Anybody who has ever built a custom car with a Lowrider-style paintjob is all too familiar with paint jail—that long time that the car spends at the painter’s. Doing a lowrider-style paintjob isn’t something that can be rushed. As seen in part 1 of our build just measuring and taping off the lines and patterns can be a long and painstaking process. Then there’s doing the actual painting. Some lowrider-style paintjobs can have dozens of layers of paint applied to get the desired look. Want a custom affect like flaking or color shifts? There’s an old saying “perfection takes time” so your painter is going to have to take his time if you want your car to come out looking right.
Some might call us ambitious for trying to build a SEMA-quality car so close to the show considering how much work needs to be done. Fortunately, for us we have PPG’s Training Facility Manager, Paul Stoll and Louie from Louie’s Customs—two of the most experienced custom painters in the business handling paint duty for our Impala and thanks to them it looks like the Impala is getting a get out of paint jail free card.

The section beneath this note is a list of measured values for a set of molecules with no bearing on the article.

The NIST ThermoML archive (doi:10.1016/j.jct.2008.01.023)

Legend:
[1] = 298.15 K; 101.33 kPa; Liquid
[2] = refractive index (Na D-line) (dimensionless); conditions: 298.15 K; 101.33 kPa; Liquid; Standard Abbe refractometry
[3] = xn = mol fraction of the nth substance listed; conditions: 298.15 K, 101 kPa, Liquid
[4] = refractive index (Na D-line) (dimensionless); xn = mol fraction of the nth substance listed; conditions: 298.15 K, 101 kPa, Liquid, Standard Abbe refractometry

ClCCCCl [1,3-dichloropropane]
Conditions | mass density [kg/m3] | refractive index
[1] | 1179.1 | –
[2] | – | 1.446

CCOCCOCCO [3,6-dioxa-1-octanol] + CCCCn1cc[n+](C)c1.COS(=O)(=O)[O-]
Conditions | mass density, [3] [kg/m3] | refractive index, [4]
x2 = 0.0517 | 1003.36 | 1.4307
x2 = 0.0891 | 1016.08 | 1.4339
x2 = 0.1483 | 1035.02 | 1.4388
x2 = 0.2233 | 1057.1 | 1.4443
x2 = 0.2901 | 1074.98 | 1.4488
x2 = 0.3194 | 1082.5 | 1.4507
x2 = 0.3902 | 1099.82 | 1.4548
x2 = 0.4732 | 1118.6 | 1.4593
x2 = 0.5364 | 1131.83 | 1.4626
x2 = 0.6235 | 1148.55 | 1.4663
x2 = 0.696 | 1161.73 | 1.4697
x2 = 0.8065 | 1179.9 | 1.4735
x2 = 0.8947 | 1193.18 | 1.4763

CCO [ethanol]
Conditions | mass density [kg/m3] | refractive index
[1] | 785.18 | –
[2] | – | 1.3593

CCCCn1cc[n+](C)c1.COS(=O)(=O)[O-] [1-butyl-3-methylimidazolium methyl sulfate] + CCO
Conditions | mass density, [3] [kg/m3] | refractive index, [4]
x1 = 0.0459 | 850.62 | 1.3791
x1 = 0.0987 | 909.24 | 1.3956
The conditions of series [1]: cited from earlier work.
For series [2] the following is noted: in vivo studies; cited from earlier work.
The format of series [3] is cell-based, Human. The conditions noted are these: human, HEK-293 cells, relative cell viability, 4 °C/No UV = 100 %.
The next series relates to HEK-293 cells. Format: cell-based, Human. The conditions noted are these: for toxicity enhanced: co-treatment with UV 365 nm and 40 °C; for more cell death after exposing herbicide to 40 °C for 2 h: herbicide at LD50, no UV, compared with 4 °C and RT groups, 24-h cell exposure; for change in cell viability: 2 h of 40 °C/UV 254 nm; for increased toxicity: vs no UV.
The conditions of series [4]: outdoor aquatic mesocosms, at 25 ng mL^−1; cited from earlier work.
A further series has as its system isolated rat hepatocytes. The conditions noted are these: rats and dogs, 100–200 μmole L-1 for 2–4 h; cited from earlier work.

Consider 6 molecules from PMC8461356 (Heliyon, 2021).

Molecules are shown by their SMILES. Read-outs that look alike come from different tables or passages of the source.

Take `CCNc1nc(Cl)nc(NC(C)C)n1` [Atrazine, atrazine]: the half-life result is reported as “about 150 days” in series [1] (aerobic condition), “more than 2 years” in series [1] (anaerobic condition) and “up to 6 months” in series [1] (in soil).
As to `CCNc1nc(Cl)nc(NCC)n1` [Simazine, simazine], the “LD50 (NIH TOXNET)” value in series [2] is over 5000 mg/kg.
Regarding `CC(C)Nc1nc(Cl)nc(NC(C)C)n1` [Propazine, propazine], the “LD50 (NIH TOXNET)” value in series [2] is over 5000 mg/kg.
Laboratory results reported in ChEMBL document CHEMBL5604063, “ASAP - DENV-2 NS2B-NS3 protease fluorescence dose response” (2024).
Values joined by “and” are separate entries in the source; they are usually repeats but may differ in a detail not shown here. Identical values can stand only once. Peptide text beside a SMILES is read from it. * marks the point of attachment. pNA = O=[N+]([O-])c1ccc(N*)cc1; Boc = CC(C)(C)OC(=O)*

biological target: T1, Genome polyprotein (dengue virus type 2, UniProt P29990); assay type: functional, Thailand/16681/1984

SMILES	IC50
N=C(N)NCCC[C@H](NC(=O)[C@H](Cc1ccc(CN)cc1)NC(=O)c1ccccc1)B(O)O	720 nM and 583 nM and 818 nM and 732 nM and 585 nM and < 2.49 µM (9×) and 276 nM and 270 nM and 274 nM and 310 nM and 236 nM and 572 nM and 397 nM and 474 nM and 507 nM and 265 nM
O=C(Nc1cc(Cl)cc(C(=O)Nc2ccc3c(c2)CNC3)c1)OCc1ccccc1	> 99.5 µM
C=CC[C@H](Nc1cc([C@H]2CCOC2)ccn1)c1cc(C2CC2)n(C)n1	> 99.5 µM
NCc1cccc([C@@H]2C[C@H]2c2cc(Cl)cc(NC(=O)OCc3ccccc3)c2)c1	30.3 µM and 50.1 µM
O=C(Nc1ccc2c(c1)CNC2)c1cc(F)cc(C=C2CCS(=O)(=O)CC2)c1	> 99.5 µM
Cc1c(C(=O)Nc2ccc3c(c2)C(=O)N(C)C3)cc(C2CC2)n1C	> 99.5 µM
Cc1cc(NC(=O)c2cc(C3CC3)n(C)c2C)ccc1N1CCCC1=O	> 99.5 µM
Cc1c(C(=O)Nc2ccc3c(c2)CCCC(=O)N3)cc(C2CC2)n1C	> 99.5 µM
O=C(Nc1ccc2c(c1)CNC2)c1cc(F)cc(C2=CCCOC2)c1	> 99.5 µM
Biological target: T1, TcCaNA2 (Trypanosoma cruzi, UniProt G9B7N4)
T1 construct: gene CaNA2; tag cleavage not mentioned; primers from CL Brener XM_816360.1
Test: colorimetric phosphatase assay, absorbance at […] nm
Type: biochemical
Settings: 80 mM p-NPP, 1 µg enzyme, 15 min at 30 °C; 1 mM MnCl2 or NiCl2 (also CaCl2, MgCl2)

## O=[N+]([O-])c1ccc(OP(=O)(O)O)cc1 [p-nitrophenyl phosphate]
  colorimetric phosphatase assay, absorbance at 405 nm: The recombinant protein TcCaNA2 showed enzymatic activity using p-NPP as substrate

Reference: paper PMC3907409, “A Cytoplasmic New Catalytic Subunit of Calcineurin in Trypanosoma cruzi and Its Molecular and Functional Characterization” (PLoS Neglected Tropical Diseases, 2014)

In the last installment of our Quaker State x LOWRIDER ’68 Impala build, Paul and Louie had just started laying down the first layers of paint. In this installment we see them begin laying down the final layers and pulling the masking tape off.
Check back soon for more progress updates on the Quaker State x LOWRIDER Magazine ’68 Impala and don’t forget to subscribe to LOWRIDER’s Facebook and Instagram pages and follow the hashtag #LOWRIDERQS68 for more on the build.